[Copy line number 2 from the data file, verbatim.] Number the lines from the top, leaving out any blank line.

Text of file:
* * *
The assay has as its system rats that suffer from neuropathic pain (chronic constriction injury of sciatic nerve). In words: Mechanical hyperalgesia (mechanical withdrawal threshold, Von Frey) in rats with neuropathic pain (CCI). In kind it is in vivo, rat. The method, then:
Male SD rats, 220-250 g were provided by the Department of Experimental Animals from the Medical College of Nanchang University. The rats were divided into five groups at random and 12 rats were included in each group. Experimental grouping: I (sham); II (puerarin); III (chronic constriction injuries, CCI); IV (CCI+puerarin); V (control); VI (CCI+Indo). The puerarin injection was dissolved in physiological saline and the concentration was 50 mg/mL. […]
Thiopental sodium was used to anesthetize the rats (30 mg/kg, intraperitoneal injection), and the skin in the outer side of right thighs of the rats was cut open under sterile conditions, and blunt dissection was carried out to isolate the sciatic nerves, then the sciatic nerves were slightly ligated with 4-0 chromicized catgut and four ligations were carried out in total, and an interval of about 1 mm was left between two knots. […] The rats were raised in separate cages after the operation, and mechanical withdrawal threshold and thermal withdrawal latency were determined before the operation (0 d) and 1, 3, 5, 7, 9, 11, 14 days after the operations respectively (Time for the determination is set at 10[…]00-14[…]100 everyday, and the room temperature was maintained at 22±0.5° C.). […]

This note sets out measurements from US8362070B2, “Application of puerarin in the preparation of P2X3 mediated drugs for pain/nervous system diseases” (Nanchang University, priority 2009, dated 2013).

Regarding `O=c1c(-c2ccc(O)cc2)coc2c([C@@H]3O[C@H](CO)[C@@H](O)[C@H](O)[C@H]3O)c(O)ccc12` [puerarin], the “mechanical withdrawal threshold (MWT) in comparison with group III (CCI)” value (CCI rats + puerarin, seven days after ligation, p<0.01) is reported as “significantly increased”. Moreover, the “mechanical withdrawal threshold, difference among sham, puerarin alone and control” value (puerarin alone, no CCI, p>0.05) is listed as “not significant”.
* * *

Male SD rats, 220-250 g were provided by the Department of Experimental Animals from the Medical College of Nanchang University. The rats were divided into five groups at random and 12 rats were included in each group. Experimental grouping: I (sham); II (puerarin); III (chronic constriction injuries, CCI); IV (CCI+puerarin); V (control); VI (CCI+Indo). The puerarin injection was dissolved in physiological saline and the concentration was 50 mg/mL. […]